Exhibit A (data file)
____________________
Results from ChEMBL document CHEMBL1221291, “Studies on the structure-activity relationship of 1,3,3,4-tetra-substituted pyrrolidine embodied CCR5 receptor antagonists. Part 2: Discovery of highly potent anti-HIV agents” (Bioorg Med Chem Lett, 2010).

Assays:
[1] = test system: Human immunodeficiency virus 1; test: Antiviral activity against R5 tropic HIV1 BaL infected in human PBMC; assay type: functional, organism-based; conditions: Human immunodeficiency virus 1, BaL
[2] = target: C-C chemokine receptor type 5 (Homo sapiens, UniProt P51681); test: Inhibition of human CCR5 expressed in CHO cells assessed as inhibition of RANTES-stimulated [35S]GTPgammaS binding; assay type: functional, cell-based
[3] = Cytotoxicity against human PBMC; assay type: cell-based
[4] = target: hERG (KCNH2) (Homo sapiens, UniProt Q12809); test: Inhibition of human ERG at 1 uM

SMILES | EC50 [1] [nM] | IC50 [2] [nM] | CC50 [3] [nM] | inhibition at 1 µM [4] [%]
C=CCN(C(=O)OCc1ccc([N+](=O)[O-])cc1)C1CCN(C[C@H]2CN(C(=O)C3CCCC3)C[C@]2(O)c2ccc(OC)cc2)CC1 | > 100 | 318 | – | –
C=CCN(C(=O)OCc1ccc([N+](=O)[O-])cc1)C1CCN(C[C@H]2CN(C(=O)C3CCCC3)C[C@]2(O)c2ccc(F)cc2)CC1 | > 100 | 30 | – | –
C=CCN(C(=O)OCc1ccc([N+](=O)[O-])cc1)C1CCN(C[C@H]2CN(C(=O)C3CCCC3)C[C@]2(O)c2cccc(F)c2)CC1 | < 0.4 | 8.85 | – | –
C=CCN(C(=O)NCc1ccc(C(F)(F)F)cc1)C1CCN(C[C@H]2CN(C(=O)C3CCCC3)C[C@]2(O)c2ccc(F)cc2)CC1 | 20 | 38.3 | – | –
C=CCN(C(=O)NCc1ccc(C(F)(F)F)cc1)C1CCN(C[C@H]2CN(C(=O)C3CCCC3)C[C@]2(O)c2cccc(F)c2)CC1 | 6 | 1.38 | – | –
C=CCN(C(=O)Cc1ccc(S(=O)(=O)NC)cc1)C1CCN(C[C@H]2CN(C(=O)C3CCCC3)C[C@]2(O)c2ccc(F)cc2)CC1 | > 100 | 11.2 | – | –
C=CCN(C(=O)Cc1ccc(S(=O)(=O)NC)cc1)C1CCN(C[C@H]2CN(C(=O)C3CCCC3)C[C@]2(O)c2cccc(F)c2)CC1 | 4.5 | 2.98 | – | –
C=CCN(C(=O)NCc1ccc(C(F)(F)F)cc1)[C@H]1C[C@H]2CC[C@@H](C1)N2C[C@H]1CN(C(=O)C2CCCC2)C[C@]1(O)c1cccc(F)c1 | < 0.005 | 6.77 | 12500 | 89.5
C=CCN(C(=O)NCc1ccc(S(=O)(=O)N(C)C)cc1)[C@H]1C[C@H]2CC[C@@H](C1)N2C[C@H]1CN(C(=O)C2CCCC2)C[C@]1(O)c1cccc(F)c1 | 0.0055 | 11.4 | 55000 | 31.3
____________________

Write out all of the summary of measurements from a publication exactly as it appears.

Results from ChEMBL document CHEMBL1221291, “Studies on the structure-activity relationship of 1,3,3,4-tetra-substituted pyrrolidine embodied CCR5 receptor antagonists. Part 2: Discovery of highly potent anti-HIV agents” (Bioorg Med Chem Lett, 2010).

Assays:
[1] = test system: Human immunodeficiency virus 1; test: Antiviral activity against R5 tropic HIV1 BaL infected in human PBMC; assay type: functional, organism-based; conditions: Human immunodeficiency virus 1, BaL
[2] = target: C-C chemokine receptor type 5 (Homo sapiens, UniProt P51681); test: Inhibition of human CCR5 expressed in CHO cells assessed as inhibition of RANTES-stimulated [35S]GTPgammaS binding; assay type: functional, cell-based
[3] = Cytotoxicity against human PBMC; assay type: cell-based
[4] = target: hERG (KCNH2) (Homo sapiens, UniProt Q12809); test: Inhibition of human ERG at 1 uM

SMILES | EC50 [1] [nM] | IC50 [2] [nM] | CC50 [3] [nM] | inhibition at 1 µM [4] [%]
C=CCN(C(=O)OCc1ccc([N+](=O)[O-])cc1)C1CCN(C[C@H]2CN(C(=O)C3CCCC3)C[C@]2(O)c2ccc(OC)cc2)CC1 | > 100 | 318 | – | –
C=CCN(C(=O)OCc1ccc([N+](=O)[O-])cc1)C1CCN(C[C@H]2CN(C(=O)C3CCCC3)C[C@]2(O)c2ccc(F)cc2)CC1 | > 100 | 30 | – | –
C=CCN(C(=O)OCc1ccc([N+](=O)[O-])cc1)C1CCN(C[C@H]2CN(C(=O)C3CCCC3)C[C@]2(O)c2cccc(F)c2)CC1 | < 0.4 | 8.85 | – | –
C=CCN(C(=O)NCc1ccc(C(F)(F)F)cc1)C1CCN(C[C@H]2CN(C(=O)C3CCCC3)C[C@]2(O)c2ccc(F)cc2)CC1 | 20 | 38.3 | – | –
C=CCN(C(=O)NCc1ccc(C(F)(F)F)cc1)C1CCN(C[C@H]2CN(C(=O)C3CCCC3)C[C@]2(O)c2cccc(F)c2)CC1 | 6 | 1.38 | – | –
C=CCN(C(=O)Cc1ccc(S(=O)(=O)NC)cc1)C1CCN(C[C@H]2CN(C(=O)C3CCCC3)C[C@]2(O)c2ccc(F)cc2)CC1 | > 100 | 11.2 | – | –
C=CCN(C(=O)Cc1ccc(S(=O)(=O)NC)cc1)C1CCN(C[C@H]2CN(C(=O)C3CCCC3)C[C@]2(O)c2cccc(F)c2)CC1 | 4.5 | 2.98 | – | –
C=CCN(C(=O)NCc1ccc(C(F)(F)F)cc1)[C@H]1C[C@H]2CC[C@@H](C1)N2C[C@H]1CN(C(=O)C2CCCC2)C[C@]1(O)c1cccc(F)c1 | < 0.005 | 6.77 | 12500 | 89.5
C=CCN(C(=O)NCc1ccc(S(=O)(=O)N(C)C)cc1)[C@H]1C[C@H]2CC[C@@H](C1)N2C[C@H]1CN(C(=O)C2CCCC2)C[C@]1(O)c1cccc(F)c1 | 0.0055 | 11.4 | 55000 | 31.3